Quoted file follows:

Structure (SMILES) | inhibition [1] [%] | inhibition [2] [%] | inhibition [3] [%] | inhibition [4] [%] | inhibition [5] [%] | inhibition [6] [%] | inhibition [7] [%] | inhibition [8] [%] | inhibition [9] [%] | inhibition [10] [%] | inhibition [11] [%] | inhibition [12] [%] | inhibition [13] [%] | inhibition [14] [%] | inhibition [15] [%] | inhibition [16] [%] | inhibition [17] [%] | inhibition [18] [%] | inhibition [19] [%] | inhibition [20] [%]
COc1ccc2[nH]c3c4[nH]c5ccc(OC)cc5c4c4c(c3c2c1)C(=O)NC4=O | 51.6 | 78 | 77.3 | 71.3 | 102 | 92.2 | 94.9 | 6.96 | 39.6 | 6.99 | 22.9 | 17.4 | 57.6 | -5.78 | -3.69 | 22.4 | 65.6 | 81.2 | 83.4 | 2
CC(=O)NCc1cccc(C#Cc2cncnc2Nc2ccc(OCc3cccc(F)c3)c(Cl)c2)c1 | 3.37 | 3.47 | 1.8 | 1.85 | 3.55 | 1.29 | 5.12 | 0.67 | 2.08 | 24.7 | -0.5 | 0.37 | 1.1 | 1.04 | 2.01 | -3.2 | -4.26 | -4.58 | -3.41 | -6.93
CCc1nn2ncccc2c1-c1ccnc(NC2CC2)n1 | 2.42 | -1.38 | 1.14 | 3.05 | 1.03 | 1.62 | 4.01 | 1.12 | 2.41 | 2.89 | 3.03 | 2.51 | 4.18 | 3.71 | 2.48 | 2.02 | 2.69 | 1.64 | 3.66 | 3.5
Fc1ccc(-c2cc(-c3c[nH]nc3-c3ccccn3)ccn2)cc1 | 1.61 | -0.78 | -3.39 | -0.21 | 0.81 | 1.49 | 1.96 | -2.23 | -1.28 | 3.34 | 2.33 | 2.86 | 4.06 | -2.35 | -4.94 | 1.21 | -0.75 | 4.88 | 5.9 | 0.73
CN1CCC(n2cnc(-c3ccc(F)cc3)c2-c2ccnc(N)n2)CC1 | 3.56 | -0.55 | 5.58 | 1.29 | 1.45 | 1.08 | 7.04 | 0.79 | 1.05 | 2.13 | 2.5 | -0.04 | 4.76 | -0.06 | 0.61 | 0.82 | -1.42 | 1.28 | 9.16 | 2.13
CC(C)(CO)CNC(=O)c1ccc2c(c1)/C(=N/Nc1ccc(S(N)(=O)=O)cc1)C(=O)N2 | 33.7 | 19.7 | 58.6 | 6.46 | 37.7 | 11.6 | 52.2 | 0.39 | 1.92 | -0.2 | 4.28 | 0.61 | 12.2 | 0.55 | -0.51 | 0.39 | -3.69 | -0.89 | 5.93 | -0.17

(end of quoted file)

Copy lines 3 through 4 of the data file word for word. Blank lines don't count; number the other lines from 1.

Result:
CC(=O)NCc1cccc(C#Cc2cncnc2Nc2ccc(OCc3cccc(F)c3)c(Cl)c2)c1 | 3.37 | 3.47 | 1.8 | 1.85 | 3.55 | 1.29 | 5.12 | 0.67 | 2.08 | 24.7 | -0.5 | 0.37 | 1.1 | 1.04 | 2.01 | -3.2 | -4.26 | -4.58 | -3.41 | -6.93
CCc1nn2ncccc2c1-c1ccnc(NC2CC2)n1 | 2.42 | -1.38 | 1.14 | 3.05 | 1.03 | 1.62 | 4.01 | 1.12 | 2.41 | 2.89 | 3.03 | 2.51 | 4.18 | 3.71 | 2.48 | 2.02 | 2.69 | 1.64 | 3.66 | 3.5